Among the many distinguished mansions and spacious homes along Summit Avenue in St. Paul is an estate known for its "catslide" porte cochere and grounds that evoke the English countryside.

Now, the Ramsey Hill home that sits on five lots, spans over an acre and boasts 8,500 square feet, seven bedrooms, eight bathrooms and three apartments, is up for grabs.

"It feels like an English country manor. It's one of the most romantic homes I've seen built in the 1880s Victorian era," said listing agent Michael Smith. "And it's one of the most recognizable homes in St. Paul for having such a dramatic catslide port cochere."

A history of thought and care

Built in 1884, the home was designed by architect Abraham Radcliffe, known for several notable Summit Avenue homes as well as the Isaac Staples House in Stillwater.

The Summit Avenue home was built for Walter John Strickland Traill. In the 1920s, Homer P. Clark, former president of West Publishing Co., purchased the property and is believed to have added the catslide port cochere, Smith said.

The home has had other owners over the years. In the 1980s, brothers Morgan and Hub Nelson, impressed by the design drawn from Arts and Crafts, Storybook and Victorian styles, purchased the home.

The Nelsons come from a family of builders and carpenters, so it was only natural that they would look after the place and update it. Their father owned a construction company and built out several developments in the metro area. The brothers ran a business on Selby Avenue in St. Paul and later a mill shop, said sister Maren Nelson.

She said the Summit Avenue place became the family home. Morgan lived there during the first 10 years. Hub lived there during the latter years and the majority of the time.

Maren has lived there on and off and has witnessed all the care and updates that have gone into the place.

"The first thing they did was they removed five layers of linoleum from the kitchen. And then later on, they moved the kitchen," she said. "One time I came home and my walls would be missing. They'd do something like change the closet, and all my clothes would be someplace else."

Whenever possible, the family restored original features while enhancing them whenever they could.

"Because they had a millwork shop they had lots of beautiful new molding that they added," Maren said.

The home had many porches, so swapping out a three-season porch for a mudroom and office added to the home's functionality.

Hub modernized the mechanical systems, updating the insulation and installing a new roof. He also installed high-efficiency boilers and new windows and updated the electrical system and plumbing.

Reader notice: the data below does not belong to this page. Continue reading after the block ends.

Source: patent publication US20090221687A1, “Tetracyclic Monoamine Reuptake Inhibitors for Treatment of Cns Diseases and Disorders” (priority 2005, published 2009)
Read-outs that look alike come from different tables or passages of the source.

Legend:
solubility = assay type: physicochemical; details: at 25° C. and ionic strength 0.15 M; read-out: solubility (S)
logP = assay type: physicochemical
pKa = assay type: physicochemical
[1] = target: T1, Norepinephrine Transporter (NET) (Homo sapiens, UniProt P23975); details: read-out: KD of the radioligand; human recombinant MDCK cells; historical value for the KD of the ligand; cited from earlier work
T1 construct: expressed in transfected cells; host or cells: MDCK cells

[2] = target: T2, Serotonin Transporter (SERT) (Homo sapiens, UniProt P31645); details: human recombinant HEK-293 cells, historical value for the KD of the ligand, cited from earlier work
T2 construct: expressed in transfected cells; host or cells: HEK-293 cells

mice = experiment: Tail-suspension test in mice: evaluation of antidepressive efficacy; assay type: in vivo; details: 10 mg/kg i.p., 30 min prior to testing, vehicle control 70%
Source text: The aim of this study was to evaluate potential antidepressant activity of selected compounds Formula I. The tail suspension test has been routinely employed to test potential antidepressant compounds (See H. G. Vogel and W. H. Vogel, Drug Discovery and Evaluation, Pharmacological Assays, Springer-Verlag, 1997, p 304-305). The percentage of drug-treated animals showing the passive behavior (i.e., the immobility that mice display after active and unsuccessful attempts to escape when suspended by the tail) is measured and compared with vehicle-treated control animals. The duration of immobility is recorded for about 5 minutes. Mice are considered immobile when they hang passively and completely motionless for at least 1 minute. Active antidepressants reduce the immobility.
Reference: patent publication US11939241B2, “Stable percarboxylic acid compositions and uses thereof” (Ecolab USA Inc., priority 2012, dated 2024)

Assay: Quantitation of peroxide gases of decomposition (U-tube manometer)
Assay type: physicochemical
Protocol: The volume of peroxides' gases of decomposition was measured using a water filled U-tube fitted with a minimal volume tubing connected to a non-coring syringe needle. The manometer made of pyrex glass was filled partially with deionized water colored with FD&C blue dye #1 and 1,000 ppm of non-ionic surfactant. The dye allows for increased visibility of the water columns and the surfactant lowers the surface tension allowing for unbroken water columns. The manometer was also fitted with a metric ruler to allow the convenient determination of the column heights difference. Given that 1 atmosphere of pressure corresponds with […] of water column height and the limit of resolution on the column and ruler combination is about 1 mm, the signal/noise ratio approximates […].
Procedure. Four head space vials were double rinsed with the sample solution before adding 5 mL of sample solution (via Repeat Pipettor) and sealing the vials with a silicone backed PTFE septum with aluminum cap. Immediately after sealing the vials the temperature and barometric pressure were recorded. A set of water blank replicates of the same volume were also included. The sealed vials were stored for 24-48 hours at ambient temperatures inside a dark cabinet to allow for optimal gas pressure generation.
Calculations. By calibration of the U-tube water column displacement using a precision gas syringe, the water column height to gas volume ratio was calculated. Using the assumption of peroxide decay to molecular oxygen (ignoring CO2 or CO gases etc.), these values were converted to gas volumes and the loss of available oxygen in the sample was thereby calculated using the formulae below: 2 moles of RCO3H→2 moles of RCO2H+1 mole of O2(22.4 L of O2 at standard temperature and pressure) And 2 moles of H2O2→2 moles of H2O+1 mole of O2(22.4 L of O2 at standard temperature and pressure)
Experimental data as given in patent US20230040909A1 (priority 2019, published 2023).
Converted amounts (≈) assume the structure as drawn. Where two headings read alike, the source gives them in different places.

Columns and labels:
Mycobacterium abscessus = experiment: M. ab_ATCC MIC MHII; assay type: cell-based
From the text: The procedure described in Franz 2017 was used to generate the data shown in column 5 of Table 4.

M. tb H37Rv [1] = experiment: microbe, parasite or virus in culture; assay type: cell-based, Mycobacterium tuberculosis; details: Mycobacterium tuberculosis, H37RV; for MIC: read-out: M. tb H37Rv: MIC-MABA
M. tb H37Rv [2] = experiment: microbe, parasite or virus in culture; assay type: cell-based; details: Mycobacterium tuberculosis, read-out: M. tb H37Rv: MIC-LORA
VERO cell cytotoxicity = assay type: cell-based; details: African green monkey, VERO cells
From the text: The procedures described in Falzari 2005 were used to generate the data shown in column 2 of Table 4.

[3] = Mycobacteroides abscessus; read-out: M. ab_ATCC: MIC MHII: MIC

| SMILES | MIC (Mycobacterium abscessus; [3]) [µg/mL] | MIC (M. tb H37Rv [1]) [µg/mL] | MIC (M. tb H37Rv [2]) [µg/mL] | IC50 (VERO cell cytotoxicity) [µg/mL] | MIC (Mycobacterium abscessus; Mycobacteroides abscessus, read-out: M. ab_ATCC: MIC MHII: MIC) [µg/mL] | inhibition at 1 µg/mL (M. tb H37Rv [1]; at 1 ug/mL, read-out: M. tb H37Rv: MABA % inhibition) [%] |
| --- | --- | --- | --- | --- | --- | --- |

"Hub has done a remarkable job with maintenance of the home and updating it," Smith said. "He's done the experienced but tedious work of updating systems while preserving the really beautiful character and qualities that make the home so special."

Grand style

Maren said the family is downsizing, and Hub is spending more time at his other home in Grand Marais.

With so many updates over the years, the family hopes that anyone moving into it can just enjoy it.

One of her favorite features is the manicured garden. "They had all these arborvitae trees put in around it," Maren said. "No one can see it from the outside. It's very private, and that's part of the mystique."

Other highlights include six fireplaces, 10-foot ceilings and large windows that bring in an abundance of natural light. Original and custom details can be seen throughout, including built-in cabinets and bay windows.

There are plenty of bonus spaces, too, such as a porch, balcony, sunroom and exercise room. Two apartments are on the third floor, while a third unit is located on the garden level.

To say the primary bedroom is spacious would be an understatement. At more than 900 square feet, the bedroom includes a lounge, wet bar, den, two fireplaces, a walk-in closet, an en suite and a private balcony.

In total, the home has four suites of bedrooms with private bathrooms, and most have walk-in closets.

Smith said anyone living in the home, just a few doors from the James J. Hill House, will be living in one of the grand estates along Summit Avenue that has been carefully thought out.

"It's a remarkable property and a home that has been cherished for many years, and it's evident. When you walk through the home, you can really see how the wallpaper and light patterns work together and all these motifs kind of move from room to room," he said. "It's one great composition."

Michael Smith (651-324-6211; has the $2.375 million listing.